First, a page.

The meaning of human existence was definitively determined and confirmed about 2,000 years ago in a little cave just outside Jerusalem when a dead man suddenly came alive again. Nobody saw the event itself – it was secret. Only its effects were perceived, just as this same man’s public miracles had been… in the midst of confusion, or chaos, or darkness, or in some kind of hidden or invisible circumstances. But the effects were perceived clearly. And yet frequently, their meaning was not perceived.
To see the Risen Christ after the torture and death He endured only days earlier evoked principally two emotions – fear and joy. The fear came from the natural confusion of seeing someone alive who had died. The ambiguity which such a situation presents is overwhelming to the psyche – and even most sincere believers in the Resurrection today would no doubt still be startled by this kind of encounter. The bridging of the worlds of the living and the dead calls for such an “unnatural” in-betweenness, a characteristic of the Christ which is hammered home numerous times in the pages of the Gospels. This should be no surprise when we believe He is both God and man, already a great mystery of “contradiction” and “ambiguity.” He was baptized in the “middle” place. He touches “unclean” things. He lives near cities but not in them. He is evasive physically and rhetorically. He is a shape-shifter. He is a gatekeeper.
The joy, in part “unleashed” or magnified by the fear, comes from perceiving that this gatekeeper has opened the way to Heaven in the Resurrection somehow in Himself, which is the meaning of the event. And a primal spiritual instinct ought to urge one not only to desire such an opening, but also to sense that the narrative of Jesus of Nazareth actually matches with this desire in a way that nothing else could. In other words, the story of Jesus is too good not to be true; human minds are not capable of devising a story like this – in fact, everything in our natural powers tends to fight against making these sorts of deep and universal existential claims that hinge on particulars, like the sort that would depend on an individual man in a real historical time and place. Our natural sensibilities prefer a God that is more like a cosmic soup or a distant watchmaker – not a Person, let alone three Persons. The “scandal of particularity” is deeply unsettling when rightly perceived. That is what happens when order, the Logos, involves Himself with the mess of the universe – there is a disruption, including in the chaos of our souls.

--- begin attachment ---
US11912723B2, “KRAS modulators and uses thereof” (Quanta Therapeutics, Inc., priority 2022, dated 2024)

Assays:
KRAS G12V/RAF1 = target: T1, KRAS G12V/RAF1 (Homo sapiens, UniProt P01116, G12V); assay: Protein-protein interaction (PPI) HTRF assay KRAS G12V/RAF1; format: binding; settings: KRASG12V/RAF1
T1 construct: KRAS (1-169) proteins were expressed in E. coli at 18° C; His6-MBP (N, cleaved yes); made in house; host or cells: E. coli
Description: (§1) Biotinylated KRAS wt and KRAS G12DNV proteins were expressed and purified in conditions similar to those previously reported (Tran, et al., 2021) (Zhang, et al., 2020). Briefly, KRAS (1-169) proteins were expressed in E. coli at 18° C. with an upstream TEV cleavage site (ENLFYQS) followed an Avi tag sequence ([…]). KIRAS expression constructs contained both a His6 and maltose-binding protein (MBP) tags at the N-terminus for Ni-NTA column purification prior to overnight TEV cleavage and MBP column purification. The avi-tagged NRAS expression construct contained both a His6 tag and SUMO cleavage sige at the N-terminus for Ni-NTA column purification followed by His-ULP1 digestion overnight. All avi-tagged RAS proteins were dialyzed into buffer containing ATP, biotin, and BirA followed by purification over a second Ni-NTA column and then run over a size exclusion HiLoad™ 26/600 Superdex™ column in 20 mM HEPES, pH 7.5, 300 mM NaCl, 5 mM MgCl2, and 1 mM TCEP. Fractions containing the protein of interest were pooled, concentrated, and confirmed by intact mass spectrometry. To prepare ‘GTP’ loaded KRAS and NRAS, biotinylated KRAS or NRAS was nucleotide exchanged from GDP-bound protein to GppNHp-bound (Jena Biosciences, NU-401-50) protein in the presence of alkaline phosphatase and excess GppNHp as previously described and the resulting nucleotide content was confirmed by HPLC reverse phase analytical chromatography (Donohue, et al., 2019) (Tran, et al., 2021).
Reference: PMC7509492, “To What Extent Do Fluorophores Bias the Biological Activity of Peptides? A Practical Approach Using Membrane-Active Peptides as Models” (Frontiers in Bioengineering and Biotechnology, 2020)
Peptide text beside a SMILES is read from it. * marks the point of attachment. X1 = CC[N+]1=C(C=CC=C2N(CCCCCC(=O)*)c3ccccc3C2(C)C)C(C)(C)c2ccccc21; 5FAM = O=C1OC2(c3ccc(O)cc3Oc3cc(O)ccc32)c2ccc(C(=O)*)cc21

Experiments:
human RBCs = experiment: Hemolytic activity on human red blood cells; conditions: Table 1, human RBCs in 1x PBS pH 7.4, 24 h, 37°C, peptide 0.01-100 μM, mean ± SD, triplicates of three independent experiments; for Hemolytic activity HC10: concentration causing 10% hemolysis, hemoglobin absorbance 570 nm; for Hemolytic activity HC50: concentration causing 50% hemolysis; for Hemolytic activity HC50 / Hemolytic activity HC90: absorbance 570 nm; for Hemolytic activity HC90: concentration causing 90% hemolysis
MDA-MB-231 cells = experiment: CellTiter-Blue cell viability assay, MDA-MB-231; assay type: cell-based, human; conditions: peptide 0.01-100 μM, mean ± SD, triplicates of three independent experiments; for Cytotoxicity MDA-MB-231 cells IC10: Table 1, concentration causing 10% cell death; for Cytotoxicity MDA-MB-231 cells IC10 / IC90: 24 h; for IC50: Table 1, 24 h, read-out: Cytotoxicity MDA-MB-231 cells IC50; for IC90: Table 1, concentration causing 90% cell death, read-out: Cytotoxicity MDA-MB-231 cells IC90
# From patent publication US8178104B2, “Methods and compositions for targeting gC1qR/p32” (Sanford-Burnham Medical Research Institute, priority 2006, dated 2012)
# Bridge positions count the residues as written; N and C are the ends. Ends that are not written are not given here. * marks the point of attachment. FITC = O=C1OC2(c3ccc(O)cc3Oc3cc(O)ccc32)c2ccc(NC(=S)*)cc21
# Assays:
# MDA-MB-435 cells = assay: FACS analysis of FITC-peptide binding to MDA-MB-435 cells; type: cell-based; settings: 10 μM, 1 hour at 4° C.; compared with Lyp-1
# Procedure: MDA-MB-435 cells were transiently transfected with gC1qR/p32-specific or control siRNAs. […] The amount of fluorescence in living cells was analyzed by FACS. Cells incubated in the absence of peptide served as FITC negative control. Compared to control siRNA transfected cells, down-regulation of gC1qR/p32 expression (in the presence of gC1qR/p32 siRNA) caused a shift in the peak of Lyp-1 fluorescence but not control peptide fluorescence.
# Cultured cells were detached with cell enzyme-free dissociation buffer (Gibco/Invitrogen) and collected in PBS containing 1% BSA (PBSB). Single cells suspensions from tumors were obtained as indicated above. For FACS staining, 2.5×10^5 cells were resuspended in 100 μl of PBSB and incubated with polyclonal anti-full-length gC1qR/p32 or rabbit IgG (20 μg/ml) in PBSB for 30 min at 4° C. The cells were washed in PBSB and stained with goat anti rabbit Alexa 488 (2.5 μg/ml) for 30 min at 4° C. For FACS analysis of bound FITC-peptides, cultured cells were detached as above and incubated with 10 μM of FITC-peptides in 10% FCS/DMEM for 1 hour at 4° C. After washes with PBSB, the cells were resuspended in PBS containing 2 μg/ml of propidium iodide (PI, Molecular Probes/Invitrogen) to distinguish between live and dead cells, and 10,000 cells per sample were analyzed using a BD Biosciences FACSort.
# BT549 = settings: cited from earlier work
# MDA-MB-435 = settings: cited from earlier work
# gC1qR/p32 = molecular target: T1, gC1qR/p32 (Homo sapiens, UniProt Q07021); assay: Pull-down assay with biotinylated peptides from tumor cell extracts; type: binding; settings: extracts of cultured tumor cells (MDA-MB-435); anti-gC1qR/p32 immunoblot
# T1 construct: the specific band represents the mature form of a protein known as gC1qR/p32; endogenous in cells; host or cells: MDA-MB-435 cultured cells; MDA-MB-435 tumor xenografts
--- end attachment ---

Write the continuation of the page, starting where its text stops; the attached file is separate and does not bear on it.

This was recently demonstrated to me after some discussions with defenders of a certain Easter article in the New York Times. I don’t intend to launch into an apologetic critique of the article – you can read such a thing here – I only mean to note the stubborn insistence that somehow the Resurrection, to a Christian, could be something other than what it is plainly preached as being by the apostles: a physical reanimation of the individual Jesus of Nazareth. The gymnastics used to get around this while still ferociously clinging to the title “Christian” were what really struck me. It occurred to me that this is precisely what that dreadful curse of Isaiah is all about – seeing without perceiving, hearing without understanding – even in the midst of claiming the masthead of Divine approval.
This is also basically what occurred during the public ministry of Christ, but in a slightly different way. While the folks I was talking with were through and through American leftists and therefore deeply opposed to any kind of nationalism, the same false Messianic paradigm which has seemingly always plagued the Jews since they entered Canaan was at work in them as well: the Messiah is a politician. For these leftists, the point of the Christ is by and large to advance laws and policies propping up public welfare programs, globalism, non-judgmentalism, and instant gratification of hedonistic desires. (The “economic Christ” and the “therapeutic Christ” are present as well.) For the Jews, it was and is about Jewish nationalism. Even today they are waiting for a singular figure to rise up to destroy the Palestinians and usher in a glorious Jewish peace in Israel, of course, with the Temple rebuilt. (Have they forgotten about Julian the Apostate’s miraculously disastrous attempt to rebuild the Temple, even before the Al-Aqsa mosque occupied the very spot?)